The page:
By JEFFREY GREGGS [New Criterion] – I was fourteen years old when I first encountered the composite heads of the Milanese mannerist Giuseppe Arcimboldo at the Kunsthistoriches Museum in Vienna. After passing what seemed like an eternity in galleries populated by religious scenes and unfamiliar margraves, coming across Arcimboldo’s anthropomorphic amalgamations of objects, vegetables, and animals was a welcome delight. “Weird!” and “cool!” was my verdict then, and it stayed that way—precisely that way—for many years: a witty, queer, and talented crowd pleaser, I thought, and that’s about it.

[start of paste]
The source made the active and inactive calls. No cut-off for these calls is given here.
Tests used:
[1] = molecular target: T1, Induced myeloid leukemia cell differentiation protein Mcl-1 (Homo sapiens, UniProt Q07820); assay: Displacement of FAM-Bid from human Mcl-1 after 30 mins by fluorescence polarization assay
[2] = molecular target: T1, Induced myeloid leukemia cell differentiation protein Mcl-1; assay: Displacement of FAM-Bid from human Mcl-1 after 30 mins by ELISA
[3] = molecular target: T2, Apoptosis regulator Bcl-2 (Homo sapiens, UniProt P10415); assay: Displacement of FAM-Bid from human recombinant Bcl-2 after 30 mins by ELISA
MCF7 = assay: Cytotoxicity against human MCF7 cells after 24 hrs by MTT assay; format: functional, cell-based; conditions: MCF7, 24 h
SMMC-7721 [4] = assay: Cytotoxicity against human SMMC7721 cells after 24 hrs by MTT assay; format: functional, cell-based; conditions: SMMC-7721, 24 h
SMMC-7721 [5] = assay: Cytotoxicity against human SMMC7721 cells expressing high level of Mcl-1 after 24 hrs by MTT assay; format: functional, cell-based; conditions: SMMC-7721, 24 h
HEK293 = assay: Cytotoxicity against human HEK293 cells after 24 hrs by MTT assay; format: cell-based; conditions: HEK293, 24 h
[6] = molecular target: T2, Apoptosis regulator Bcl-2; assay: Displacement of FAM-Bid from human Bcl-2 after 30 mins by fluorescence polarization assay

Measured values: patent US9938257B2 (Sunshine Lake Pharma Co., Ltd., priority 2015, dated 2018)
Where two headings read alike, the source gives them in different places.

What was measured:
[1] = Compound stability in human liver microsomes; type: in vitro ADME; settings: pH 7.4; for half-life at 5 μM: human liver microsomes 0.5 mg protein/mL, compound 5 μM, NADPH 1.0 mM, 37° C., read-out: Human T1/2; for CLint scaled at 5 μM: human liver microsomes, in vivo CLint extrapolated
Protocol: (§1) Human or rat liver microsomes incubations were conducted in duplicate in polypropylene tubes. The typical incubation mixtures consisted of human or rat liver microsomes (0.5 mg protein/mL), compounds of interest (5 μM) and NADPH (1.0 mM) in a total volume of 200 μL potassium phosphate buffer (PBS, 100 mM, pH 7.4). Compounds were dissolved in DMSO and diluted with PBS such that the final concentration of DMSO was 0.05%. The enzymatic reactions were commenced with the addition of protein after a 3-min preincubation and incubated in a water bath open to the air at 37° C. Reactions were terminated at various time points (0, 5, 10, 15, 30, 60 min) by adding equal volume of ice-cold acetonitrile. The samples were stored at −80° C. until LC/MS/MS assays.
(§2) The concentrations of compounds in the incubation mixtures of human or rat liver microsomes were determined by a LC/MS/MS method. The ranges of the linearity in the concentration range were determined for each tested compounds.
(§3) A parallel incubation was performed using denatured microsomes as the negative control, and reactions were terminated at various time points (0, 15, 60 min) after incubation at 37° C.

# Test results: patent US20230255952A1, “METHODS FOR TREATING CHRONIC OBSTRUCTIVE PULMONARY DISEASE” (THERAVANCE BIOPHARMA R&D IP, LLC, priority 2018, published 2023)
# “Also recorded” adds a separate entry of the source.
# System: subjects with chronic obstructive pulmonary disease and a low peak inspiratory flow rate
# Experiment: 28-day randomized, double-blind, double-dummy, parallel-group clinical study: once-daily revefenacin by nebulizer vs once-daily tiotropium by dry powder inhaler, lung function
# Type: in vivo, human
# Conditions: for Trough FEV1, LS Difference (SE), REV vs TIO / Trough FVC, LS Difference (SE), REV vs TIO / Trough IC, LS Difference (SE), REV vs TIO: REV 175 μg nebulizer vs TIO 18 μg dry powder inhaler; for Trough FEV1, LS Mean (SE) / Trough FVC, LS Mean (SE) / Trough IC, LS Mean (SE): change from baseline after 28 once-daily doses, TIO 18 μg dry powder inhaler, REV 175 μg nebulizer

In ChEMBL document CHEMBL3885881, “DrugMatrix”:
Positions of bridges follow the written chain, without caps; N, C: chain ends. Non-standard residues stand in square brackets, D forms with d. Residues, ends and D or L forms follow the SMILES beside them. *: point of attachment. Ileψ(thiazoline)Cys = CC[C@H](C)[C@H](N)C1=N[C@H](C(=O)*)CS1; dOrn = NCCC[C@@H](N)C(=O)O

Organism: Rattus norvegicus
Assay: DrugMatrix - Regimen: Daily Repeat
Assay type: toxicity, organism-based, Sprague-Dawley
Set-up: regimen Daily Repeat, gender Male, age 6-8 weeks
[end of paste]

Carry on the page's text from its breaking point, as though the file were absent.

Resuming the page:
For at least three centuries, the critical response to Arcimboldo has been of much the same tenor. Though he found a few champions among the Surrealists, his paintings have been admired mostly as clever oddities, products of a courtly taste for the fantastic in the Age of Exploration. The art historian Charles Sterling labeled one of the heads a “scherzo, worthy of adorning a cabinet of curiosity” but not (he implied) the temple walls. A few recent exhibitions, however, have touched off a reconsideration of the artist’s work, starting in 1987 with “The Arcimboldo Effect” at the Palazzo Grassi in Venice. His first solo retrospective, “Arcimboldo,” opened to great fanfare in 2007 at the Luxembourg Gardens in Paris and is now on view in truncated form as “Arcimboldo, 1527–1593: Nature and Fantasy” at The National Gallery in Washington, D.C.